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Honey Buzz

Updated: Jan 20, 2022

Honey Buzz (2020)

Published by: Elf Creek Games

Players: 1-4

Age: 10+

Play Time: 45-90 minutes


You need to see what all the buzz is about! In Honey Buzz, players take on the roll of worker bees building a hive, collecting pollen, and producing honey to fulfill orders. Decide where to send your "beeples" to maximize profits in this worker placement game.

Main Mechanics:

  • Worker Placement

  • Tile Selection

  • Tile Placement

Components Review: Honey Buzz is a beautiful game with such a great table presence. I have the retail version of the game and the component quality is still impressive. The art of Honey Buzz is wonderful and welcoming, right from the box art, inviting you into the wonderous world of worker bees.

Honey Buzz really shines with the individual pieces that create gameplay, the honey pieces and hive tiles. The honey pieces are a gummy-like texture and cardboard pieces are thick, feeling sturdy and above average, as far as cardboard components go. It also goes without saying, but the beeples are adorable! If you can afford the deluxe copy, components are that much better using wooden and acrylic pieces.

How to play:

A game of Honey Buzz is made up of multiple rounds consisting of a series turns. In player order, each player takes one of two actions: placing a worker or recalling workers. Placing a worker involves placing one (or more) workers in one of the six hive locations. If another beeple is already there you must place one more (if 1 beeple is there, place a stack of 2; if a stack of 2, then a stack of 3, and so on.) From each location a tile is taken and added to your ever growing hive. In the hive you will building empty cells for nectar. If a cell is completed, take the actions that make up that cell. There are six possible actions: forage (find nectar), produce (make honey), market (sell honey), new bee (get a new worker), decree (wild action), and accounting (get 5 coins). After the sequence of selecting a tile, placing the tile, and resolving corresponding actions is complete, the next player takes their turn. The game continues in this way until either 2 of the 3 order stacks are gone, or the market prices for 4 of the 5 honey and pollen types is fully decreased. At game end, the player with the most points from orders, goals, and excess honey and pollen wins.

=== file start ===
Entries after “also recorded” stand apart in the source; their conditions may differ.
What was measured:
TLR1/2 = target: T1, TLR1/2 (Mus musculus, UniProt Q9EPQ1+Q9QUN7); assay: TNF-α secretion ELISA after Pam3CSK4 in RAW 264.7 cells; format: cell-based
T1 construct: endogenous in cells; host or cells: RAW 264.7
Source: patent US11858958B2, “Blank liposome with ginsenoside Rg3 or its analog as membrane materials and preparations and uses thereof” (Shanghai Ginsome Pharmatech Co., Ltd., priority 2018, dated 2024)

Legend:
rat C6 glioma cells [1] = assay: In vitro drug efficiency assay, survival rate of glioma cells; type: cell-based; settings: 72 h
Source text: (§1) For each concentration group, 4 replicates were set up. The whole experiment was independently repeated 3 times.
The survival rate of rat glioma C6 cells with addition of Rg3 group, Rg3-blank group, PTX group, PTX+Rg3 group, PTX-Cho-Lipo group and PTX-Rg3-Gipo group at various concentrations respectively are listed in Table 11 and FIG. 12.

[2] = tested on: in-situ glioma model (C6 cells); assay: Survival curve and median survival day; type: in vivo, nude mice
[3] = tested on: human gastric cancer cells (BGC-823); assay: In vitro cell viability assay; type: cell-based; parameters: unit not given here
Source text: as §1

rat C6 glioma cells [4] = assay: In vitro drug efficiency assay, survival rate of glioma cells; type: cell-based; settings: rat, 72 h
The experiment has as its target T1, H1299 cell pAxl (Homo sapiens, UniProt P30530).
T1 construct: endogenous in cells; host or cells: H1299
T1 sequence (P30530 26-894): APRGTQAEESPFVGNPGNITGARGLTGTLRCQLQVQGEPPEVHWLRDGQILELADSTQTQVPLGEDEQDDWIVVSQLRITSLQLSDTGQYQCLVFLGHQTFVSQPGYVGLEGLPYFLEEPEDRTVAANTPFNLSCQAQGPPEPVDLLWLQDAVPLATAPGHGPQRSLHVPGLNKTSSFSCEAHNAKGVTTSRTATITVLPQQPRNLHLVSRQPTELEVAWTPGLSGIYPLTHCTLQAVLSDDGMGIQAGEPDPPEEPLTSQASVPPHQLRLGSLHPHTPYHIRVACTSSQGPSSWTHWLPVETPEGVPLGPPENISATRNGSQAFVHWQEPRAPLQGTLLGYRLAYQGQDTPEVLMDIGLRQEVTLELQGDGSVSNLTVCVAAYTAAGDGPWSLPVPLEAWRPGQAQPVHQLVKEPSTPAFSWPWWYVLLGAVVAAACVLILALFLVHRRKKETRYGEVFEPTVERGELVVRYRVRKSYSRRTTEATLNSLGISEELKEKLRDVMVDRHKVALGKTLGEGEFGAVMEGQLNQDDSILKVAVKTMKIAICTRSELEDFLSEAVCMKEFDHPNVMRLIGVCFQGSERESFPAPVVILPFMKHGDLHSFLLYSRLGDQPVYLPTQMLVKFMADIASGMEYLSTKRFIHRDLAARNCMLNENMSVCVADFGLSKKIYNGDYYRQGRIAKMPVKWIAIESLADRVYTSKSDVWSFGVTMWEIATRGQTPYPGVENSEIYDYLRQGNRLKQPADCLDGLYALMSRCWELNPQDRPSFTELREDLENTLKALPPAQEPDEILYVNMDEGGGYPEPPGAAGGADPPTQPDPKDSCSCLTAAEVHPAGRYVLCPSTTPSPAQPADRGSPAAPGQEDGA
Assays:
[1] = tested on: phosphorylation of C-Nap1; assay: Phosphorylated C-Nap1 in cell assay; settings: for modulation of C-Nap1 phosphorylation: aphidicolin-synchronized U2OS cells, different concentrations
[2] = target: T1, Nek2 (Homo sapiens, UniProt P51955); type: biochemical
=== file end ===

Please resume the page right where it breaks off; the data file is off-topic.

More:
Gameplay Review:

I really like gameplay of Honey Buzz. Starting with just 2 workers makes the beginning actions feel important (though my go to strategy is usually to build a work force as quickly as possible to maximize future actions). The tile placement is where the game hits a sweet spot for me. Not only do I love the way your hive transforms over the course of the game, but I love the decisions and combos you can create with your tile selection; having to puzzle out which tile would allow you to do the most during your turn, or whether it is more beneficial to set up future combos. Overall, really good fun!

Honey Buzz also has a solo variant that I have yet to play. I will get to it eventually.

Final Thoughts:

I was a late comer to this game, missing the Kickstarter, but I'm glad that I finally made it. This one definitely lives up to the hype for me. The production quality is so good with gameplay to match. I'm realizing I didn't mention theming, but it is spot on. The actions taken in the game thematically make sense making the game more fun, intuitive, and easier to learn (and remember). The tile placement and building of your hive is both fun and strategic. It is easy to learn with enough depth of strategy, but light enough that I am always willing to play. I really enjoyed Honey Buzz and hope you do too!

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